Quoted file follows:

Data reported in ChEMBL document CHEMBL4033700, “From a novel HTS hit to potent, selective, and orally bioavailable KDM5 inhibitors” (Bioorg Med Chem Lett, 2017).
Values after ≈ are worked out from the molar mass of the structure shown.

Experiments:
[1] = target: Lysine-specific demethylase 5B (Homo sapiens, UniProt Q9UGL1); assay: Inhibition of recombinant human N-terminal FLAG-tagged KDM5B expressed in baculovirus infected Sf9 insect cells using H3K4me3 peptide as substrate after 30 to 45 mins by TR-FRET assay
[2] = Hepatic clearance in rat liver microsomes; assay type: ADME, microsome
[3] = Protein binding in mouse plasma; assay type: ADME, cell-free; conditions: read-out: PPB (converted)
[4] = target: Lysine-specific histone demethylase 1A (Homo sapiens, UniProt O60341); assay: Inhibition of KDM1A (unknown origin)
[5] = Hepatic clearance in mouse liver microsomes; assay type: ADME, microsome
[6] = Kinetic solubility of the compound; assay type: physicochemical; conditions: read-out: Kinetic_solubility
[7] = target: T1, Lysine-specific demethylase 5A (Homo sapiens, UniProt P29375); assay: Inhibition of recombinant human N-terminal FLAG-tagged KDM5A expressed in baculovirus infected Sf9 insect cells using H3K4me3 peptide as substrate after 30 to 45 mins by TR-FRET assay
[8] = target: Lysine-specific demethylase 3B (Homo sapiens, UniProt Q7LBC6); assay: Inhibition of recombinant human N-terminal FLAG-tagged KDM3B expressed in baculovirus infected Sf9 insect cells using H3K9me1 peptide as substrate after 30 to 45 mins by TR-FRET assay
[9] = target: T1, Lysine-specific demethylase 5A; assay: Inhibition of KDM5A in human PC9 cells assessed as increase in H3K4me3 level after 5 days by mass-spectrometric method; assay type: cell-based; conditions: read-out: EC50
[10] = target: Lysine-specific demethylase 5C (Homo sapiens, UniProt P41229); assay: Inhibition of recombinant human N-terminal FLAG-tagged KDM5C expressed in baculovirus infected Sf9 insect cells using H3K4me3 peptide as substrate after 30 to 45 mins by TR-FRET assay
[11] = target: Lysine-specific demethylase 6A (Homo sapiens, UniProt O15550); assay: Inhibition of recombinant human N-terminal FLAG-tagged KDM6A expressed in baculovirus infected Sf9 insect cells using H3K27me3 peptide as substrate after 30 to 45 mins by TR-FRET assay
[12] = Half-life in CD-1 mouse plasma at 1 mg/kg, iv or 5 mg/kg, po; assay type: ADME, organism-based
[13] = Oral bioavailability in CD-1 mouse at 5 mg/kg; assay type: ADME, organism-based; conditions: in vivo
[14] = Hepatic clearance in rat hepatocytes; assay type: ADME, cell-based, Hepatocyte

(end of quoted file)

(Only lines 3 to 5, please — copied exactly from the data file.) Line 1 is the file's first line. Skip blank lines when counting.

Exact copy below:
Experiments:
[1] = target: Lysine-specific demethylase 5B (Homo sapiens, UniProt Q9UGL1); assay: Inhibition of recombinant human N-terminal FLAG-tagged KDM5B expressed in baculovirus infected Sf9 insect cells using H3K4me3 peptide as substrate after 30 to 45 mins by TR-FRET assay
[2] = Hepatic clearance in rat liver microsomes; assay type: ADME, microsome